For the determination of endogenous hormones for the single treatments Indol Butyric Acid (ABA), Indol Acetic Acid (IAA), Cytokinen (CK.) and GA-like substances, as (GA3). Young leaves were sampled, weighed and immediately frozen with liquid nitrogen and stored in deep freezer (for a period not exceeding 3 weeks) until extraction and determination of endogenous hormones. The methods adapted for extraction and separation of plant growth substances in leaves of gerbera treated plants and control was that described by [13] and [14] respectively.

3.2. Enzyme Activity (EU./g.f.wt.)

At flowering stage young leaves of gerbera were sampled from control and treated plants to determine enzyme activity of catalase (CAT), peroxidase (POD), acid phosphatase (acid phosph.) and alkaline phosphatase (alk.phosph).The samples were weighed and immediately frozen with liquid nitrogen and stored in deep freezer (for a period not exceeding 3 weeks) until extraction and determination of the enzyme activity.

Enzyme extraction

Enzyme extraction was carried out according to the method reported by [15].

  i.  Catalase specific activity (μmol H2o2 consumed/mg protein /min).

Catalase (CAT) was assayed by measuring the decrease in absorbance to disappearance of H2O2 at 240 nm according to [16].

  ii.  Pyrogallol peroxidase (POD) specific activity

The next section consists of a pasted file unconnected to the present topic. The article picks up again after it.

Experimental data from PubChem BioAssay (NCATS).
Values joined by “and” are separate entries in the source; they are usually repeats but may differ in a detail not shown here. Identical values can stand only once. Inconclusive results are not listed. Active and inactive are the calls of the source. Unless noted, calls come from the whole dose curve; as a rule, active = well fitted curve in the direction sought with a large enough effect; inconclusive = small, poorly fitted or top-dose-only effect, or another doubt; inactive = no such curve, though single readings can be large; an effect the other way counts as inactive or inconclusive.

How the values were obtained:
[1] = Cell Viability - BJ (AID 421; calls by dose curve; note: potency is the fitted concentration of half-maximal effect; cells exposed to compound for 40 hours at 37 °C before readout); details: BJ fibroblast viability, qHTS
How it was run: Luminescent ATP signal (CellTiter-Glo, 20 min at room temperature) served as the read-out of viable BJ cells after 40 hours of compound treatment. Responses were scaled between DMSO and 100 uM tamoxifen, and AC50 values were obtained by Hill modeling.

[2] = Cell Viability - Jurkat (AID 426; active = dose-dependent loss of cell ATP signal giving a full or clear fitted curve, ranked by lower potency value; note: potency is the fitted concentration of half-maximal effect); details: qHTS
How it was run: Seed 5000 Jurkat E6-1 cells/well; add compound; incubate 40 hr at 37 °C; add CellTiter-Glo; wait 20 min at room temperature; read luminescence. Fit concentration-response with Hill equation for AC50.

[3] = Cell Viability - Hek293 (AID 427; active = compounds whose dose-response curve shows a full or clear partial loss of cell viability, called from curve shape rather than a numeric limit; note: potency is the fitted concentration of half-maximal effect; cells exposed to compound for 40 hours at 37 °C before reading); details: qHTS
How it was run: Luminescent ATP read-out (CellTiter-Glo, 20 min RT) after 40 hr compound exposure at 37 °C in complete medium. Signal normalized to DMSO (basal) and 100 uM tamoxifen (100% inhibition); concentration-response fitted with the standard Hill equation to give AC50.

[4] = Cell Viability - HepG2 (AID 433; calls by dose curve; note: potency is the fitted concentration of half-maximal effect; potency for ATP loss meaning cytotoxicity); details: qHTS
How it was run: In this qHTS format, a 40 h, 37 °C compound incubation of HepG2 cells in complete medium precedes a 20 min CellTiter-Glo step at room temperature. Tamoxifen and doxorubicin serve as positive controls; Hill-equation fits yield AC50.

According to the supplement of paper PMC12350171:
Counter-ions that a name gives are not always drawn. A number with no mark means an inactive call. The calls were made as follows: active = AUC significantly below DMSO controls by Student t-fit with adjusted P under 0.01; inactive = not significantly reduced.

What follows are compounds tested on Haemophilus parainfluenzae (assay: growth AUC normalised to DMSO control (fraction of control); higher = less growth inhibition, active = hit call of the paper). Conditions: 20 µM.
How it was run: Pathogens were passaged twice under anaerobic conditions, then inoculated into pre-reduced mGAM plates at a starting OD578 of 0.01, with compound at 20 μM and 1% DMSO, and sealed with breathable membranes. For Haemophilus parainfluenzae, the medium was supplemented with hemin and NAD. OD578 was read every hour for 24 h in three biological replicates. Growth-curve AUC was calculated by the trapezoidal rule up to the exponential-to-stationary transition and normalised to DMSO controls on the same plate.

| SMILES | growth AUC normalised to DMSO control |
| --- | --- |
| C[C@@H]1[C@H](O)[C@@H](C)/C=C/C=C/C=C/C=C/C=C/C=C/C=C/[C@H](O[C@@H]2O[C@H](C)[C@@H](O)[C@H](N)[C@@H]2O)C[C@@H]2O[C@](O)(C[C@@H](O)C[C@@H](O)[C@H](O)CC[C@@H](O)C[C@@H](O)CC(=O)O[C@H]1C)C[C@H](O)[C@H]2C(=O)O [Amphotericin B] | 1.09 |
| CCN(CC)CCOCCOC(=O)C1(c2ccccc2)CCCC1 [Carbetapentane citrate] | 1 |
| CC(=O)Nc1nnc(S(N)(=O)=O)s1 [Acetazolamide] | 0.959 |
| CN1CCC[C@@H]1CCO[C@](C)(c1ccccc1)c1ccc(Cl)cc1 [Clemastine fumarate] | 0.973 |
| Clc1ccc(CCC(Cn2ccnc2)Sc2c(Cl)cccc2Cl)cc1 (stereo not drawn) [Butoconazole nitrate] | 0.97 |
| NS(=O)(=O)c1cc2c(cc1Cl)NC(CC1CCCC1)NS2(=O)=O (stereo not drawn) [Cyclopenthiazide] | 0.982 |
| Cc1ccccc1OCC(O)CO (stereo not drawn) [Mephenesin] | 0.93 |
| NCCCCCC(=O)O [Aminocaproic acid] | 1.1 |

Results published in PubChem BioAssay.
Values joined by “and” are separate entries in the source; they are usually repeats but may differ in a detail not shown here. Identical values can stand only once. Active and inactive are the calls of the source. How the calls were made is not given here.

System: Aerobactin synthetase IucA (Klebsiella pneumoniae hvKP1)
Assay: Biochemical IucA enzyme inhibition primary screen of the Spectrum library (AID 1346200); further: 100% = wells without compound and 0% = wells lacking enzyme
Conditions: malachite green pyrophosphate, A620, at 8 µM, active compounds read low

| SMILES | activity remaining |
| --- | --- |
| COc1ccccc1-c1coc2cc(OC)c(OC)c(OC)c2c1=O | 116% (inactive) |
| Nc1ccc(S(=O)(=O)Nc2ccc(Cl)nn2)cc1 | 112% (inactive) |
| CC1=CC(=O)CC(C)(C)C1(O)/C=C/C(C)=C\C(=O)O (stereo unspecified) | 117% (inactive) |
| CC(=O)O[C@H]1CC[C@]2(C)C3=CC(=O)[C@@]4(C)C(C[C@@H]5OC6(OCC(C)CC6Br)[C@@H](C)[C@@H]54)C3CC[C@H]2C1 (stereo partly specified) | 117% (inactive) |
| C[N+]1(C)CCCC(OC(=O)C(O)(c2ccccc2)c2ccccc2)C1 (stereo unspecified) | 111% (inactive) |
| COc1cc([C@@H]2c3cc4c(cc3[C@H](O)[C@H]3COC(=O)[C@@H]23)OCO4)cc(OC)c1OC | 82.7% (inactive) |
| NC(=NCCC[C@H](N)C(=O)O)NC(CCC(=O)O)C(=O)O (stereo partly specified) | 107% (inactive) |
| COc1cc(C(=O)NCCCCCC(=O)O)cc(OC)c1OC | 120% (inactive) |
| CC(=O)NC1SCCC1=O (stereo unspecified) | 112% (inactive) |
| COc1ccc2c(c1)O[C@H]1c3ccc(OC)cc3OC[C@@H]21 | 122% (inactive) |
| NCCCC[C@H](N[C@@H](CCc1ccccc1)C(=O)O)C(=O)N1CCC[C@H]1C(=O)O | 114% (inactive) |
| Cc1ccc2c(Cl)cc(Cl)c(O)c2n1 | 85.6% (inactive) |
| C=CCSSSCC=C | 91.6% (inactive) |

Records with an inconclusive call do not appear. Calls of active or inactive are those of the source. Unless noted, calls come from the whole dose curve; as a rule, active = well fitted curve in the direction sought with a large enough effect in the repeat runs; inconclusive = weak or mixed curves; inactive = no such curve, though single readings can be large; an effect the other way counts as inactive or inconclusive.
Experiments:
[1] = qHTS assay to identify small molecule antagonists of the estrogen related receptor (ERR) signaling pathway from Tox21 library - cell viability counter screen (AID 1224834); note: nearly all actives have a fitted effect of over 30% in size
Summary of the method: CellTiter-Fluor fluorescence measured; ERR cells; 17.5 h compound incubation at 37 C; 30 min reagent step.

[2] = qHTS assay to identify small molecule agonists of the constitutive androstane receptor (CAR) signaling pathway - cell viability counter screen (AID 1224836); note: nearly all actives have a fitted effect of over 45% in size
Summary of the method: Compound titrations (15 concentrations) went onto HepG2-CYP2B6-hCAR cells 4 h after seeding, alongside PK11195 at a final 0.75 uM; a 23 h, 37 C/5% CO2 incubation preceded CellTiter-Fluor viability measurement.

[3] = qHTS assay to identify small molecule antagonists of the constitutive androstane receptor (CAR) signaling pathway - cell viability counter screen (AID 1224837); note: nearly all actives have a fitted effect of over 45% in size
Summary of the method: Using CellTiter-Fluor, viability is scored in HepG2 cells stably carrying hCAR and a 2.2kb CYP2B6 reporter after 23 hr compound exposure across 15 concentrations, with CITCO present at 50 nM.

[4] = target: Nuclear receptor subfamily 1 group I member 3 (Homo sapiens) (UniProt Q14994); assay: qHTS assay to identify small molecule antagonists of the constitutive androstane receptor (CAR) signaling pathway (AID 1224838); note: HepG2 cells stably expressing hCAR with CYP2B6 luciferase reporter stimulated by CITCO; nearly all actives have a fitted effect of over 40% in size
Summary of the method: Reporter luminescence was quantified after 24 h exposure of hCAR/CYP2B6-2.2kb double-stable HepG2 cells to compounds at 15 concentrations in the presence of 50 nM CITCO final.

Peroxidase was assayed spectrophotometer chemically according to the method described by [17].

  iii.  Acid phosphatase activity

It was determined according to kinetic colorimetric method by using specific Kits were bought from FAR Srl Company.

  iv.  Alkaline phosphatase activity

It was determined according to Kinetic colorimetric method by using specific Kits were brought from Spectrum Company and Egyptian company for Biotechnology.

3.3. Protein Content (mg/ml)

Protein content was determined by using the extracts of enzyme according to method described by [18].

3.4. Statistical Analysis

The statistical layout of this experiment was completely randomized block design. Each treatment was contained three replicates and each replicate was contained three pots.

4. Results and Dissection

4.1. Effect of Progesterone, Gamma, Helium Neon and Argon Laser Irradiation on Endogenous Hormones (μg/g/f.w) in Leaves of Gerbera Jamesonii Plant

4.1.1. Indol Acetic Acid Concentration (IAA) (μg/g/f.w)

Data in Table (1) show that, in general, progesterone, gamma rays, helium neon and argon laser rays increased IAA concentration (μg/g) in gerbera leaves, as compared to the control. The highest increases were obtained from progesterone at 20 ppm, gamma rays at 250 rad, helium neon at 11.5 min. exposure and argon laser rays 15.5and 7.5 min. exposure. They induced 142.09%, 42.58%, 107.71% and117.81% over the control in the first season, and 133.16%, 138.87%, 93.29% and 123.35% over the control in the second season respectively. In this respect, the previous results agreed with that of [18] on sunflower,[20] on wood cuttings of Robinia pseudoacacia plants by using laser radiation,[21] on gladiolus corms, [22] on faba beans by using gamma rays.

4.1.2. Gibberellins GA-like Substances, as (GA3) (μg/g f.w)